an analysis of the increase in the number of participants that qualify for TANF due to the extension; and
a comparison of employment and earnings outcomes for individuals who qualified due to extended training time compared to other TANF participants.
Fiscal Note: Available.
Effective Date: The bill takes effect 90 days after adjournment of the session in which the bill is passed.
Staff Summary of Public Testimony (Early Learning & Human Services):
(In support) Extending vocational education will help our state refocus on job advancement and wage progression. The current law requires parents participating in vocational education under WorkFirst to undertake additional work activities in order to continue qualifying for TANF. Sometimes parents must drop out of school to meet the required TANF work activities. This bill will result in families spending less time on TANF and ensure that they can obtain good paying jobs. In the next several years, the state will create more than 54,000 new jobs requiring a postsecondary credentials but will not have the needed workforce to fill those jobs. The majority of WorkFirst students are not college-ready and must often complete basic education requirements.
Staff Summary of Public Testimony (Appropriations):
(In support) We think this is the right move for Washington's economy and the well-being of Washington families and communities. Current statute only allows 12 months of vocational education to count towards work requirements. At month 13, students must participate in 20 to 30 hours a week of work activity in order to continue vocational education along with taking care of their children. Extending the vocational education timeframe will increase the likelihood that Temporary Assistance for Needy Families (TANF) recipients will reach the education tipping point. A study from the Department of Social and Health Services released in April 2016 found that those who complete their degrees are more likely to have higher wages. Higher paying jobs help people on the path to self-sufficiency, which is a goal of the program. Supporting students by allowing them to focus full-time on education will greatly influence their ability to secure a family wage job and exit TANF services for good. The TANF clients do not enter college ready and take longer than 12 months to complete their degree. Students are required to work at the beginning of their degree in order to allow them to have their vocational education count towards the end of their degree completion, which impacts retention and completion. This bill would increase retention and degree completion. Over 90 percent of WorkFirst students in vocational education programs are not being funded with TANF dollars.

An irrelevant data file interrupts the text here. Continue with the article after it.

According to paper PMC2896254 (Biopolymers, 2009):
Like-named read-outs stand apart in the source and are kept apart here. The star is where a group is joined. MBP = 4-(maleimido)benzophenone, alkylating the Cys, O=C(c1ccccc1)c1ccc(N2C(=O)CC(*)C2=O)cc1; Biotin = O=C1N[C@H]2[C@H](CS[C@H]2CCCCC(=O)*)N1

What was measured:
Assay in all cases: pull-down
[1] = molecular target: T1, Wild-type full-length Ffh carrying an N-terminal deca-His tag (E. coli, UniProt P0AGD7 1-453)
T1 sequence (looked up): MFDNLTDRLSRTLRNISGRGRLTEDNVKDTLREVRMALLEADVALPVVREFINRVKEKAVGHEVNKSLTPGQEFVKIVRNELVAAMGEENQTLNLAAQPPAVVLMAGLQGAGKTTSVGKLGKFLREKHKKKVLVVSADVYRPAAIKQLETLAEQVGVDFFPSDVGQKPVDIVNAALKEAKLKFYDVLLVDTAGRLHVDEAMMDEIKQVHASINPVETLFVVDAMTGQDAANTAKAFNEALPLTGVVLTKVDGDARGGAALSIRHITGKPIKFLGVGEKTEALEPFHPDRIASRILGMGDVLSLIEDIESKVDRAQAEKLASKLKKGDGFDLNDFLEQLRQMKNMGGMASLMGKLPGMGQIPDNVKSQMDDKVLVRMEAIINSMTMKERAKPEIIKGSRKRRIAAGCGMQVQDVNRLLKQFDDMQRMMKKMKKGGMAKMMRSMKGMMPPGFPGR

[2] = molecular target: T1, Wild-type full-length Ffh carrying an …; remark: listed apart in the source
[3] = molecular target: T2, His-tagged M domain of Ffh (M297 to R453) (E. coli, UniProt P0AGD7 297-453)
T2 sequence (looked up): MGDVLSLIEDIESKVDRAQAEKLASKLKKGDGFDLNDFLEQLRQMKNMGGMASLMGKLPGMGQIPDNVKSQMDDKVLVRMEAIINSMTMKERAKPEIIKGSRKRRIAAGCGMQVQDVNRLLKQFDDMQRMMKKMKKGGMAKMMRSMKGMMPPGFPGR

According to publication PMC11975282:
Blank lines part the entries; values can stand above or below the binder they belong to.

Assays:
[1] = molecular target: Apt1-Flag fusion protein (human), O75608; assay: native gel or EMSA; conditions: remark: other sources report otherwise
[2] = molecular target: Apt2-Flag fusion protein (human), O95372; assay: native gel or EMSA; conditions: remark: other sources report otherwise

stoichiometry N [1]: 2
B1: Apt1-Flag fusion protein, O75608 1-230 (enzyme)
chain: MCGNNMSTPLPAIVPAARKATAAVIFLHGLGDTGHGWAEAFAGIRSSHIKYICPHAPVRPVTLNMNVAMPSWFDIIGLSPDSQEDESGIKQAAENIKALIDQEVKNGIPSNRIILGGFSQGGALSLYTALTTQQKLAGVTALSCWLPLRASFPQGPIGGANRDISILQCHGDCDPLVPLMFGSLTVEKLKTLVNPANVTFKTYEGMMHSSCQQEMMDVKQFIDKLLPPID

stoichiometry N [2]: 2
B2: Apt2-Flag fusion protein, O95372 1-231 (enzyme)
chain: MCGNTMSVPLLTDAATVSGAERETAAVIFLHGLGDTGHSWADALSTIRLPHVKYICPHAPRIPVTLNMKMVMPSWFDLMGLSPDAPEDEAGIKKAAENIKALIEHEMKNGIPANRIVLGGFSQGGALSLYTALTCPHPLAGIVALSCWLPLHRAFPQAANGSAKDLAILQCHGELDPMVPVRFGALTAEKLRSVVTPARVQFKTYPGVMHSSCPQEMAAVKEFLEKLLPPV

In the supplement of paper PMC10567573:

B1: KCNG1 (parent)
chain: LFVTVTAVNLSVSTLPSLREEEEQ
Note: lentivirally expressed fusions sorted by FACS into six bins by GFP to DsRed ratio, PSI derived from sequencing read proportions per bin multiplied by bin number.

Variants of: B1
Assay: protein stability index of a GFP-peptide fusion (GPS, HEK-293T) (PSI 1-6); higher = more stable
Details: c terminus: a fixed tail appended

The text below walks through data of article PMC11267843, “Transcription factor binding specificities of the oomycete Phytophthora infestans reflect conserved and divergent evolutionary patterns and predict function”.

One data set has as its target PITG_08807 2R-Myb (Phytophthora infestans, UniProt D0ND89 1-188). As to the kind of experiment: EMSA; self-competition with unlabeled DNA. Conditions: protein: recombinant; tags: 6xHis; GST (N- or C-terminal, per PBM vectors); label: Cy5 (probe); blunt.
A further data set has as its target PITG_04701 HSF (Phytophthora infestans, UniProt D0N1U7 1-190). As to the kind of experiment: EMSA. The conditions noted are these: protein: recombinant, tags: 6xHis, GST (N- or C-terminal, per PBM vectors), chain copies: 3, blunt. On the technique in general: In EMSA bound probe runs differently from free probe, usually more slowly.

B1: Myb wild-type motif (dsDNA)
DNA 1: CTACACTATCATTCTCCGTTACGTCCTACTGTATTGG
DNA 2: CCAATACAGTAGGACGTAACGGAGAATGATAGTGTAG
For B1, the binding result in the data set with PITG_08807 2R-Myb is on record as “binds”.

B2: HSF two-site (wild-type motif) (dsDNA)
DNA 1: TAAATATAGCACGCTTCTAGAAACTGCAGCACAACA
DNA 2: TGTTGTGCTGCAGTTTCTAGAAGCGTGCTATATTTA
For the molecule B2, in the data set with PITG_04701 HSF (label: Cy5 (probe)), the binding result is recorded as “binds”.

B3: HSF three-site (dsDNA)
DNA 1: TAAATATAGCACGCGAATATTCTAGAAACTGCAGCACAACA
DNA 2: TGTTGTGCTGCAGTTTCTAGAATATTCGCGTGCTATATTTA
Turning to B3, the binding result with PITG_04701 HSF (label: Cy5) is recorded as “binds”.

Persons Testifying (Early Learning & Human Services): Representative Pellicciotti, prime sponsor; David Hlebain, Statewide Poverty Action Network; Kristina Jorgensen; Julie Watts, Washington State Budget and Policy Center; Michael Althauser, Columbia Legal Services; and Erin Frasier, State Board of Community and Technical Colleges.
Persons Testifying (Appropriations): Michael Althauser, Columbia Legal Services; and Erin Frasier, State Board for Community and Technical Colleges.
Persons Signed In To Testify But Not Testifying (Early Learning & Human Services): None.
Persons Signed In To Testify But Not Testifying (Appropriations): None.